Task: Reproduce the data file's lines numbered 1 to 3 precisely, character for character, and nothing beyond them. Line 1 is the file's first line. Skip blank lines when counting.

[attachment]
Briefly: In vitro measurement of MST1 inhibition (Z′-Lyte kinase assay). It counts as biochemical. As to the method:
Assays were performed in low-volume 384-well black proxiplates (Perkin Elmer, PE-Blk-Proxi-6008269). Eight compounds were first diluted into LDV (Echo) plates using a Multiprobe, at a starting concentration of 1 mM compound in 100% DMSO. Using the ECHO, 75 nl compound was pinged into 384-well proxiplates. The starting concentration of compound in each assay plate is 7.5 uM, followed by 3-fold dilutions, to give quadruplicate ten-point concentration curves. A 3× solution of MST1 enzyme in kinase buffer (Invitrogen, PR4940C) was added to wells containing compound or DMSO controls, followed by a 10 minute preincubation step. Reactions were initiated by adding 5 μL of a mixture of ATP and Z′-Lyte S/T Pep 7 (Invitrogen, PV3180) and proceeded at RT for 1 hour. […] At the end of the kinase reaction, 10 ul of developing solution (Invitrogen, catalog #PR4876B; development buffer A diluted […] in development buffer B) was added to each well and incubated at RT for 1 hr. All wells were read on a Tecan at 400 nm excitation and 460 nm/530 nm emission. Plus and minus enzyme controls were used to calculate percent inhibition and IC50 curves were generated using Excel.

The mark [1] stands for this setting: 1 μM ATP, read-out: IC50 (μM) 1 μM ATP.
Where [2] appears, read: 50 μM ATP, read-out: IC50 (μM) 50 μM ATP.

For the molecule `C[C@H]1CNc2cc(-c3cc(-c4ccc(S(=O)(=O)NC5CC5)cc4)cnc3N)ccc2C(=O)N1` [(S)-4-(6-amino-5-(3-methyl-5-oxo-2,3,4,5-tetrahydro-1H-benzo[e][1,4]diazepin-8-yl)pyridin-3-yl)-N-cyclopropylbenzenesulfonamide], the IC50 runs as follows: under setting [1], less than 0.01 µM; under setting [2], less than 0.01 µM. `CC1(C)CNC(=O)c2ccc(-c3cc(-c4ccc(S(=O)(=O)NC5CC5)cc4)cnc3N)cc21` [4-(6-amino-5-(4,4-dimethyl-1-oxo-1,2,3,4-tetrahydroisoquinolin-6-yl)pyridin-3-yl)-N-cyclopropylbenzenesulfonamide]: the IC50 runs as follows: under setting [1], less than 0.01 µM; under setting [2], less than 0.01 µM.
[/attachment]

Briefly: In vitro measurement of MST1 inhibition (Z′-Lyte kinase assay). It counts as biochemical. As to the method:
Assays were performed in low-volume 384-well black proxiplates (Perkin Elmer, PE-Blk-Proxi-6008269). Eight compounds were first diluted into LDV (Echo) plates using a Multiprobe, at a starting concentration of 1 mM compound in 100% DMSO. Using the ECHO, 75 nl compound was pinged into 384-well proxiplates. The starting concentration of compound in each assay plate is 7.5 uM, followed by 3-fold dilutions, to give quadruplicate ten-point concentration curves. A 3× solution of MST1 enzyme in kinase buffer (Invitrogen, PR4940C) was added to wells containing compound or DMSO controls, followed by a 10 minute preincubation step. Reactions were initiated by adding 5 μL of a mixture of ATP and Z′-Lyte S/T Pep 7 (Invitrogen, PV3180) and proceeded at RT for 1 hour. […] At the end of the kinase reaction, 10 ul of developing solution (Invitrogen, catalog #PR4876B; development buffer A diluted […] in development buffer B) was added to each well and incubated at RT for 1 hr. All wells were read on a Tecan at 400 nm excitation and 460 nm/530 nm emission. Plus and minus enzyme controls were used to calculate percent inhibition and IC50 curves were generated using Excel.

The mark [1] stands for this setting: 1 μM ATP, read-out: IC50 (μM) 1 μM ATP.